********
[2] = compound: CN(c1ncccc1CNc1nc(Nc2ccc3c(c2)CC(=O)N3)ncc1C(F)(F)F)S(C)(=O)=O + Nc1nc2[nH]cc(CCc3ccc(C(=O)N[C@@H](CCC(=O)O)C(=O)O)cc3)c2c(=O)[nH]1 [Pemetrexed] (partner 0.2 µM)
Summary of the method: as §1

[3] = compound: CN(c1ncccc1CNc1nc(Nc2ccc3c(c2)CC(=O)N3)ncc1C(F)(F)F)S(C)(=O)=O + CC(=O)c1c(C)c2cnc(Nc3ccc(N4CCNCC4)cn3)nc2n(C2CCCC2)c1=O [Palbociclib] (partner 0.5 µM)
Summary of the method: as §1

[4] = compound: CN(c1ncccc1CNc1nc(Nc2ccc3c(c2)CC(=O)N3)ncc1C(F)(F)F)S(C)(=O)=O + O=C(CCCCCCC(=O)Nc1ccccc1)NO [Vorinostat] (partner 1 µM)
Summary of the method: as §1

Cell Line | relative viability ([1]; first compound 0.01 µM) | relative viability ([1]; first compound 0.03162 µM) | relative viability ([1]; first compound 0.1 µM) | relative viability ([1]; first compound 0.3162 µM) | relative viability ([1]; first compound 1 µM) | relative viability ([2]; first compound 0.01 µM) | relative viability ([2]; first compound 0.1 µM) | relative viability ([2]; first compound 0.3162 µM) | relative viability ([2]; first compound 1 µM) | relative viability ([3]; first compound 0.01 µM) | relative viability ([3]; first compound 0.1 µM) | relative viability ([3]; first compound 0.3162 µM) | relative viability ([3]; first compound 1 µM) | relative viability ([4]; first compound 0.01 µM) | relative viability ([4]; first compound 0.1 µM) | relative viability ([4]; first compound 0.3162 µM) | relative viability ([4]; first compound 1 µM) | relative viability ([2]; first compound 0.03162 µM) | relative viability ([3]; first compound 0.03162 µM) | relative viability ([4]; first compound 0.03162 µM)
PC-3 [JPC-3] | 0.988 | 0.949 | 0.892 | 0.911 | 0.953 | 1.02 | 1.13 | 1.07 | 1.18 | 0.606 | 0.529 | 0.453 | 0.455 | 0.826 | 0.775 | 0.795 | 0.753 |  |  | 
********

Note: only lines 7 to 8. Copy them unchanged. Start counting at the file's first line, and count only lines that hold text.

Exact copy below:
Cell Line | relative viability ([1]; first compound 0.01 µM) | relative viability ([1]; first compound 0.03162 µM) | relative viability ([1]; first compound 0.1 µM) | relative viability ([1]; first compound 0.3162 µM) | relative viability ([1]; first compound 1 µM) | relative viability ([2]; first compound 0.01 µM) | relative viability ([2]; first compound 0.1 µM) | relative viability ([2]; first compound 0.3162 µM) | relative viability ([2]; first compound 1 µM) | relative viability ([3]; first compound 0.01 µM) | relative viability ([3]; first compound 0.1 µM) | relative viability ([3]; first compound 0.3162 µM) | relative viability ([3]; first compound 1 µM) | relative viability ([4]; first compound 0.01 µM) | relative viability ([4]; first compound 0.1 µM) | relative viability ([4]; first compound 0.3162 µM) | relative viability ([4]; first compound 1 µM) | relative viability ([2]; first compound 0.03162 µM) | relative viability ([3]; first compound 0.03162 µM) | relative viability ([4]; first compound 0.03162 µM)
PC-3 [JPC-3] | 0.988 | 0.949 | 0.892 | 0.911 | 0.953 | 1.02 | 1.13 | 1.07 | 1.18 | 0.606 | 0.529 | 0.453 | 0.455 | 0.826 | 0.775 | 0.795 | 0.753 |  |  | 